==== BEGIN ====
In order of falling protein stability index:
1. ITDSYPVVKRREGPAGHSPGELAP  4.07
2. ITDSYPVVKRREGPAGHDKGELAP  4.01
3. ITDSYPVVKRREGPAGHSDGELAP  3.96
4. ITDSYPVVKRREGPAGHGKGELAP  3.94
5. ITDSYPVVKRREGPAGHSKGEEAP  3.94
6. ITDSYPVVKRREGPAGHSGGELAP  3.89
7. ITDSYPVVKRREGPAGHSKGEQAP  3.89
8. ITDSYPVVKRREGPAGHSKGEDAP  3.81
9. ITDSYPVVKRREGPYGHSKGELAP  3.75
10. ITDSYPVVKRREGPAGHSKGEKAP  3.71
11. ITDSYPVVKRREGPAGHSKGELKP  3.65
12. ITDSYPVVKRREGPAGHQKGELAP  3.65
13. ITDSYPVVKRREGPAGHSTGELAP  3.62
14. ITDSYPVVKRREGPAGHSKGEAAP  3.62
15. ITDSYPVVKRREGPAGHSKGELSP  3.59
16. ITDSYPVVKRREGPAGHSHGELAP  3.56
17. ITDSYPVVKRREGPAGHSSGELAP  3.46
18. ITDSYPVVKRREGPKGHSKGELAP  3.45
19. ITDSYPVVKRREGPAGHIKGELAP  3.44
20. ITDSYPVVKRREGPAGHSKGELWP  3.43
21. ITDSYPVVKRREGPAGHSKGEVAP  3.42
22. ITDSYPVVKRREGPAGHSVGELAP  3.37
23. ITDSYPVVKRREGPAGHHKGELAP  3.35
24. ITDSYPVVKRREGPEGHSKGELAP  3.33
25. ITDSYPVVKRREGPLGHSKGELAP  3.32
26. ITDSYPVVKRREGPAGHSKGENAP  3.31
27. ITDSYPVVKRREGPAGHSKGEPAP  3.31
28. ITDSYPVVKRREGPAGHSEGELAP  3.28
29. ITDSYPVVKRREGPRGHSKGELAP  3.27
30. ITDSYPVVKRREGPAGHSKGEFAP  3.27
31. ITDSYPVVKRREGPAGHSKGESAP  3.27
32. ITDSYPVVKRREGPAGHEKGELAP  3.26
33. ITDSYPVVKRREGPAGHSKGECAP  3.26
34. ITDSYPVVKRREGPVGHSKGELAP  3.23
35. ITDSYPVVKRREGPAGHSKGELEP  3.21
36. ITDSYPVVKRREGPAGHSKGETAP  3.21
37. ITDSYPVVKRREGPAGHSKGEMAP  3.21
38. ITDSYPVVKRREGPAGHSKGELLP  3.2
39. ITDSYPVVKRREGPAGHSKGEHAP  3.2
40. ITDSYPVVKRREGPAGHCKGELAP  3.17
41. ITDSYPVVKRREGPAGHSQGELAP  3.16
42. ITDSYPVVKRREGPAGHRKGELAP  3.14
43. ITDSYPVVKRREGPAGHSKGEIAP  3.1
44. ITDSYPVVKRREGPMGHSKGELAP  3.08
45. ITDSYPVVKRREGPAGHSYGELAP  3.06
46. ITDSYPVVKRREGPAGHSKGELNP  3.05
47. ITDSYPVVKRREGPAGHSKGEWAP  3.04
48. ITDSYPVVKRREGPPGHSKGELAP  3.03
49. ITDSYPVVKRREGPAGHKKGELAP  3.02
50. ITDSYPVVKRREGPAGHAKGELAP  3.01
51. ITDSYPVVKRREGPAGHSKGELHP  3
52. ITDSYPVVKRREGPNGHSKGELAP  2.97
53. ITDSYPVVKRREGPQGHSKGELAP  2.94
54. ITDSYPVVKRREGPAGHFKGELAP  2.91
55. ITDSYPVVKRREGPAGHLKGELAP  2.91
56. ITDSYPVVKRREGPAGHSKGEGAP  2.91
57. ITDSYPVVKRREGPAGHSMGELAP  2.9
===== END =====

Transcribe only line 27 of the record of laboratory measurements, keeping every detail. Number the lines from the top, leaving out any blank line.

26. ITDSYPVVKRREGPAGHSKGENAP  3.31